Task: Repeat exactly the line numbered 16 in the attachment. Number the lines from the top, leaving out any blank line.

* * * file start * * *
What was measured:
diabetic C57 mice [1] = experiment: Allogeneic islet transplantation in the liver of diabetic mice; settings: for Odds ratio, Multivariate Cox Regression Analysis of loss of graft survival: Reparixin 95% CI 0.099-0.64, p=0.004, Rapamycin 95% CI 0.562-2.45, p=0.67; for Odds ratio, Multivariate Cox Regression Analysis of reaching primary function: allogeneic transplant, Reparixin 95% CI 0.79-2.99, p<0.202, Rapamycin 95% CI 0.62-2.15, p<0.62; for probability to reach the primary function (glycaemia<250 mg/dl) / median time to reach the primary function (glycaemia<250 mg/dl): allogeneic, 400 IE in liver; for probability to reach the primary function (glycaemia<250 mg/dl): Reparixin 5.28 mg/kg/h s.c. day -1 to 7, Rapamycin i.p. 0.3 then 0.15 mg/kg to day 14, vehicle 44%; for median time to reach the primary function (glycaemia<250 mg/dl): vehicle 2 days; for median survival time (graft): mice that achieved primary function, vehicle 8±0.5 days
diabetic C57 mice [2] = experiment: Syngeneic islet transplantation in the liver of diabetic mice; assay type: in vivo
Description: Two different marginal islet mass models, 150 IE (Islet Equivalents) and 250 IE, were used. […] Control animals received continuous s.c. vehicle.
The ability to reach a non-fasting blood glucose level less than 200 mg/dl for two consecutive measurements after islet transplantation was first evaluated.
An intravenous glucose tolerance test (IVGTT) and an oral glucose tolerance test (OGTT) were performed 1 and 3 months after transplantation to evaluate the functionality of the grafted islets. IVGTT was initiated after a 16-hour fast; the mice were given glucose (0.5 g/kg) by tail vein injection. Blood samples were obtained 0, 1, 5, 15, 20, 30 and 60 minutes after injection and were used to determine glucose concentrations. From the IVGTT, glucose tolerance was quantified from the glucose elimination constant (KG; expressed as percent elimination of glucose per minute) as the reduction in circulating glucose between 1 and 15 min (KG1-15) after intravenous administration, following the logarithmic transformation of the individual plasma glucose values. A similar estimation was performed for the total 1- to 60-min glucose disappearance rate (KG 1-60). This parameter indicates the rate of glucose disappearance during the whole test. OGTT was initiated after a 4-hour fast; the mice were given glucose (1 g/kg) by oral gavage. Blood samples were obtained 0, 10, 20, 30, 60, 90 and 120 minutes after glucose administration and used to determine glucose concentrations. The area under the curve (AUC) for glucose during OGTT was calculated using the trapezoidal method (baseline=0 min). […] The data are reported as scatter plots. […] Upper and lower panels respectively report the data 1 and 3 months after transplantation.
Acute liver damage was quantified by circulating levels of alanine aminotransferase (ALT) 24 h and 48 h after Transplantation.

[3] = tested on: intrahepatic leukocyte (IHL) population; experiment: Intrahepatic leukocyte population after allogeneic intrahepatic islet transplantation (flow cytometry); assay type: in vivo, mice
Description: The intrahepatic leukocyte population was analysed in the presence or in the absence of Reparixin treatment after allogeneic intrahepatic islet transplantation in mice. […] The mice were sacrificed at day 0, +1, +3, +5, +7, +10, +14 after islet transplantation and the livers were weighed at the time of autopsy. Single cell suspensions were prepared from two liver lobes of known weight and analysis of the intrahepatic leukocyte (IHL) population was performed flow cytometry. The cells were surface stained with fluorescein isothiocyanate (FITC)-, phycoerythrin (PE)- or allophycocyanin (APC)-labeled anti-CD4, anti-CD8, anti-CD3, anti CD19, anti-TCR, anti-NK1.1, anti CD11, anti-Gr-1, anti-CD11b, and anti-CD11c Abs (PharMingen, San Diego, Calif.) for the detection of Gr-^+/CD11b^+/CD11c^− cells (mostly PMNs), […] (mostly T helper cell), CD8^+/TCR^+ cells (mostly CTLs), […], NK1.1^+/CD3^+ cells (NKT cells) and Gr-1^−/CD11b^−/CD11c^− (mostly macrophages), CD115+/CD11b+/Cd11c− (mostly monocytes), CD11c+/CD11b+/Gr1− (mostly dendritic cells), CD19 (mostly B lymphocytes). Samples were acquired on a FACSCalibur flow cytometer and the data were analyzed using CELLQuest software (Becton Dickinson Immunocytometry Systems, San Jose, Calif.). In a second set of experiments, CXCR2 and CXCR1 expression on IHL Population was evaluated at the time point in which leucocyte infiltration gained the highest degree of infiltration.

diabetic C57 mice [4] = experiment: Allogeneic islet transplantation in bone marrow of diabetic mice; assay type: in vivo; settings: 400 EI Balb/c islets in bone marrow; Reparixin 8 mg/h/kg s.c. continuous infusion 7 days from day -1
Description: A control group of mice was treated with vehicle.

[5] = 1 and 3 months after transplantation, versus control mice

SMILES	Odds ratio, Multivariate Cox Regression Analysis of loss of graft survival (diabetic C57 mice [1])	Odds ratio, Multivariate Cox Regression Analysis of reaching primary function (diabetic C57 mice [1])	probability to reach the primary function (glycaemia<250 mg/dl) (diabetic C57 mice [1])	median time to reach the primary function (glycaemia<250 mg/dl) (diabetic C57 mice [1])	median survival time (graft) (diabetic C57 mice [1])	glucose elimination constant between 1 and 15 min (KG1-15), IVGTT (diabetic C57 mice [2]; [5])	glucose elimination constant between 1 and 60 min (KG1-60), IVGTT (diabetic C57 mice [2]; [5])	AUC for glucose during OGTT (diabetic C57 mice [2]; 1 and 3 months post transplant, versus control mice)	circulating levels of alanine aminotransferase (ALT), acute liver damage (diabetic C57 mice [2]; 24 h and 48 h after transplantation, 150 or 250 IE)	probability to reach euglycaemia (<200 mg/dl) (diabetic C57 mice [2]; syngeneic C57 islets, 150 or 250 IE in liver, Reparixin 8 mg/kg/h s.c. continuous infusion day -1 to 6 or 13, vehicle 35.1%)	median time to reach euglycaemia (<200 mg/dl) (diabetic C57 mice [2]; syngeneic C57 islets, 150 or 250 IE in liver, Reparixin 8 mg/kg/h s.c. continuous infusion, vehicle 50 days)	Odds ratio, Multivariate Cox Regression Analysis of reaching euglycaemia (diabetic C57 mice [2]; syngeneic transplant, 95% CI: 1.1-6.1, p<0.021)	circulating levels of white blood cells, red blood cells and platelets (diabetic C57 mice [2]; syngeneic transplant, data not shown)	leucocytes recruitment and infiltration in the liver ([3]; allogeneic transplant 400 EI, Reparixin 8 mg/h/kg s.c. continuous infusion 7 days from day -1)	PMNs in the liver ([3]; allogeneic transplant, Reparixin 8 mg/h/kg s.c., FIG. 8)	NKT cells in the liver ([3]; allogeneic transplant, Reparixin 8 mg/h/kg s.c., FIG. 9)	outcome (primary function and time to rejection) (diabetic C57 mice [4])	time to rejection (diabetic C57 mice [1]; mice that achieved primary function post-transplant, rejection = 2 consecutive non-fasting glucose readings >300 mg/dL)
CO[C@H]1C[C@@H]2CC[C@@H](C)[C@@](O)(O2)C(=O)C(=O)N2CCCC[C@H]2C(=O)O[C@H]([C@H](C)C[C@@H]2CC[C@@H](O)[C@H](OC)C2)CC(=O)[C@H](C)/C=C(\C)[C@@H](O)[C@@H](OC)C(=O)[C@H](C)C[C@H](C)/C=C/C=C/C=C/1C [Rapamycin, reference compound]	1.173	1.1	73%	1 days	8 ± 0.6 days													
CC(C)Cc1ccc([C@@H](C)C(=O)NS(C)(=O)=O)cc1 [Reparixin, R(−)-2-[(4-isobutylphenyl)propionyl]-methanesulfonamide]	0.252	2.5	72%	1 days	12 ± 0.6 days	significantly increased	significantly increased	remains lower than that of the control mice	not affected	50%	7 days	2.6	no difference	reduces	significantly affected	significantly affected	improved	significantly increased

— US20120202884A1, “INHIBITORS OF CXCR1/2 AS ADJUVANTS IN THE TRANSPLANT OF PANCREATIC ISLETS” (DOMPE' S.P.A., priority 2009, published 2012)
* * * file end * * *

— US20120202884A1, “INHIBITORS OF CXCR1/2 AS ADJUVANTS IN THE TRANSPLANT OF PANCREATIC ISLETS” (DOMPE' S.P.A., priority 2009, published 2012)